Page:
Friday, May 18, 2012

Try This Simple Awareness Experiment for Instant Kensho

Let's try an experiment in simple, direct Awareness. Sit down, shut your eyes, and concentrate on trying to find your awareness in space. If it's in your head, what part of your head is it in? See if you can find the center of your awareness. Isn't it strange that your awareness seems to be as much "in" your chest, or shoulder, or feet, as it is inside your skull? Weird! Doesn't it seem not to be "in" anywhere at all, nor "outside," but somehow free of both? Can you find the exact point where your awareness originates? Try bending forward with your eyes shut, concentrating intensely not on body sensations but on your awareness itself. What is it doing? Is anything happening to it? Now straighten, just as slowly, to your former sitting posture. Did your awareness move in the least? Did it bend slowly forward when you did, then back? Or did it maintain the stillness of space Try it from side to side. Lean back, all with your eyes shut. You're aware of all this, clearly aware, but is the awareness moving at all? If you perceive in any way that the awareness IS moving, does it move at exactly the same rate as your bodily movement? Does it lag behind? Or jump forward? Concentrate with the finest possible attention until you suddenly see it.

What is this clear mysterious awareness that does not move when "you" move? Are you so sure who "you" are? Isn't it possible that "you" are merely this naked unmoving Awareness -- and nothing else? When it seizes upon movement in its lightning like way, does it not forget itself for an instant and tend to become identified with what moves? And is this not the sudden birth of all your "thinking"? Could this strange tendency of Awareness to forget itself in the midst of movement be the source of all the confusion and stress in life?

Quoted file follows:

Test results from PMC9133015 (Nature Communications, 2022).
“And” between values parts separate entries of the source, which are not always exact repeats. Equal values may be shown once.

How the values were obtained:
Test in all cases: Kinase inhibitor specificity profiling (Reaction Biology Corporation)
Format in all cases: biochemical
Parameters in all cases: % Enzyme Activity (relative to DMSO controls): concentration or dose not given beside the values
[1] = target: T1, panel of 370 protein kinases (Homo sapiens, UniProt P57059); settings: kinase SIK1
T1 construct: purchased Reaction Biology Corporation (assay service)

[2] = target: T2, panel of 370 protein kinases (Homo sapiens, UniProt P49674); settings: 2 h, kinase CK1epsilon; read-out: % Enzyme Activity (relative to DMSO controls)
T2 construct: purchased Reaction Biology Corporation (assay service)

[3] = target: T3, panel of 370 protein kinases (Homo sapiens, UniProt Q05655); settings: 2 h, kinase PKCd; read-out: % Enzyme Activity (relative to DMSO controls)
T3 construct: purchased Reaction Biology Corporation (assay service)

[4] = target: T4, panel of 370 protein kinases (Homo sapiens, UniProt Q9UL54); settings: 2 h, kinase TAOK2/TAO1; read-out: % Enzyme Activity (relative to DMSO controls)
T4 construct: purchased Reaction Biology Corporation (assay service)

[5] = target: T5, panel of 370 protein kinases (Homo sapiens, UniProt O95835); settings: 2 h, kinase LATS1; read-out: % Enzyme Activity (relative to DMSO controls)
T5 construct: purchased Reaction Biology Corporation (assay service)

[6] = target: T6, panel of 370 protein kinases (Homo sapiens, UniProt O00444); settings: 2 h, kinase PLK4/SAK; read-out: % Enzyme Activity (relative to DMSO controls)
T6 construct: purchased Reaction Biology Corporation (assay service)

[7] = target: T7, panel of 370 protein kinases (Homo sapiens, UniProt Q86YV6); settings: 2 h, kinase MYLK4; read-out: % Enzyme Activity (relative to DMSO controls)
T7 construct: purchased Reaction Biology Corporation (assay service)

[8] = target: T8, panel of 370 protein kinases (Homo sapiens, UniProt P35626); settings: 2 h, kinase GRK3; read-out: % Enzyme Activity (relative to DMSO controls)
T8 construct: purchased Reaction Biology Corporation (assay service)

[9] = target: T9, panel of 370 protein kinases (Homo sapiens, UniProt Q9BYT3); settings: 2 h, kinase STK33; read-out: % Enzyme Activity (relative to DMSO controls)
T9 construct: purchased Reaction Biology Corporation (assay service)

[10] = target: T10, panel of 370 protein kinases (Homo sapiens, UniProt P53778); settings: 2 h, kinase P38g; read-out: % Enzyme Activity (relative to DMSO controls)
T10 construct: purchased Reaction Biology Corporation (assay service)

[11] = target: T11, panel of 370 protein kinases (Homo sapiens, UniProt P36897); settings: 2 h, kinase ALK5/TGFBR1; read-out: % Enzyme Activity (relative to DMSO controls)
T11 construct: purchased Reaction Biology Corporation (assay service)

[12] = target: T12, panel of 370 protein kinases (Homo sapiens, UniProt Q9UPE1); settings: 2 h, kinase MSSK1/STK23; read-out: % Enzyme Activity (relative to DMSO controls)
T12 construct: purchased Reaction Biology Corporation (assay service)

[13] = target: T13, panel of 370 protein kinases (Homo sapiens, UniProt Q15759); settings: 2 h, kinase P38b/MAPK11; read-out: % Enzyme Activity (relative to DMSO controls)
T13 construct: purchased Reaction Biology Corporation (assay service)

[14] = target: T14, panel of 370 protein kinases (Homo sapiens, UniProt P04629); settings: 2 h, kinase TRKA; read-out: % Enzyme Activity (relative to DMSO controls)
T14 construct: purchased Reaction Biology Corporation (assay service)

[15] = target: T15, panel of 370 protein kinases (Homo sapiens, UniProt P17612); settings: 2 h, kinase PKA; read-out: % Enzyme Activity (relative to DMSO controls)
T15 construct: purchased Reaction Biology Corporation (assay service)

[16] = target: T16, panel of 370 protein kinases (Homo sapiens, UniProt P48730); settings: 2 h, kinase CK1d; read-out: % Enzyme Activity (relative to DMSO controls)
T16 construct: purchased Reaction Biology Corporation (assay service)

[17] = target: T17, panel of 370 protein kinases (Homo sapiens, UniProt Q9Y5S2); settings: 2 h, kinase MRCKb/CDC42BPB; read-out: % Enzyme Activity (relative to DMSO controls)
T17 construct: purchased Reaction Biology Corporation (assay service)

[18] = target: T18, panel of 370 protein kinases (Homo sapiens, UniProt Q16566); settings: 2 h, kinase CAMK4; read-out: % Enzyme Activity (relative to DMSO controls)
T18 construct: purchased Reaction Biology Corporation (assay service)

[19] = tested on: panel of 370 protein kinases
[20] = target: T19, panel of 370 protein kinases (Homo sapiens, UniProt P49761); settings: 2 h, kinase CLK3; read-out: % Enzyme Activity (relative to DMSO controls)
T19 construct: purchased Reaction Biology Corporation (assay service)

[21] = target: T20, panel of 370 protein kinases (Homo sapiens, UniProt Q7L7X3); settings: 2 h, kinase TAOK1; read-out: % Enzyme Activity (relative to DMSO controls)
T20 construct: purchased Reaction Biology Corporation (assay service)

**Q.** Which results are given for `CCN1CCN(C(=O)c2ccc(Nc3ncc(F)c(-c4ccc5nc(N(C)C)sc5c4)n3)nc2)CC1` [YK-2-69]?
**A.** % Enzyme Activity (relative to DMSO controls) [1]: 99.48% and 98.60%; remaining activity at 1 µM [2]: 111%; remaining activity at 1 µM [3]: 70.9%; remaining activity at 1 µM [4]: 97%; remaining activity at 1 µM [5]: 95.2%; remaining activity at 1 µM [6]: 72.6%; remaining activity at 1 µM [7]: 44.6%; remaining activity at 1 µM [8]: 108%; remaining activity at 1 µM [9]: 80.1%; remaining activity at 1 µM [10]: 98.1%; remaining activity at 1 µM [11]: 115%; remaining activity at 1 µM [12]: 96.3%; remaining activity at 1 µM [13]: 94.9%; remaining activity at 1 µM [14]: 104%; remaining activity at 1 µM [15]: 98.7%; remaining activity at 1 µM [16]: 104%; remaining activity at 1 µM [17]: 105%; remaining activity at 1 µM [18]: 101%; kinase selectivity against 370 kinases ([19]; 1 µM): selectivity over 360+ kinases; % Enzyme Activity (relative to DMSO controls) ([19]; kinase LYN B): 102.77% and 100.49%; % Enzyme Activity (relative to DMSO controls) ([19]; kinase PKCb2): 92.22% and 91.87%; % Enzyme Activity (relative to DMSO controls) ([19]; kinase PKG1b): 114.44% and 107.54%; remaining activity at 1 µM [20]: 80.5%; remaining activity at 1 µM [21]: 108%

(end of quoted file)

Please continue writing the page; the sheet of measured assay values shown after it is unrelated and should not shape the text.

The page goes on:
a note from hell zen

[NOTE: The clear and vivid Mind-Dharma of Zen sometimes gets claimed as a possession by religious types who cling to particular words and concepts. Here, for example is an odd comment posted on my short "Awareness experiment" essay by someone named "Tozen" who has started his own Zen religion online [Zen of Unborn Mind]:
That is not Kensho. Kensho is Spirits first encounter with its own pure (unborn) self-nature (svabhava or zìxìng i chinese),  which lies beyond the self-emtpty body consciousness generated by the skandhas.

If you knew genuine Chán, by your own genuine kensho and the awesome light arised from such a powerful experience, you would know this and teach it accordingly. But I see no trace of it 'here'.

Having read some of your articles,  I see you have a rare spiritual potential,  but also great inner resistance against the genuine dharma. This is because your spirit is divided between the greta desire for the inner (Buddhanature) and the refusal to let go of the percieved samsara and its countless phenomena.

You are essentially your own worst obstacle (by cause of great vasana)  before that which you desire most (Satori) which is the first enlightenment of many,  that frees you from all forms of ignorance and suffering and paves the path to annutara-samhuak-sambodhi.

What you are doing with this 'blog' is that you are publically peacocking your deep desire to 'teach' and 'share'. But you have nothing of true essence to teach,  much less share. You speak out of great ignorance and create difficult karma for yourself as you keep posting articles that reaches and 'misguides'  sentients following your imaginary notion of Zen, beings whom like yourself desires to discover the supreme dharma within themselves.

You should deepen your study, preferably with a good spiritual guide (dharma master) and then offer advice to those of lesser abilities. Contemplate what I have written here and find your true nature accordingly.

Best regards,

Tozen

Unfortunately, well-meaning as it may be "Tozen's" conception of "the genuine dharma" is wildly anti-Zen. Yet his mistake is a subtle one.

"Tozen" is right that the pure original self-nature is described by Zen as "unborn" -- but this is not to render it impossibly remote from life. It's because life itself is seen in kensho to be "unborn." All phenomena are unborn. "From the beginning, not one thing exists," said the Sixth Patriarch Hui-Neng. That is the true realization of Zen. (To attain this realization, however, one must follow certain steps. It is not enough to repeat the words. You've got to see it for yourself.)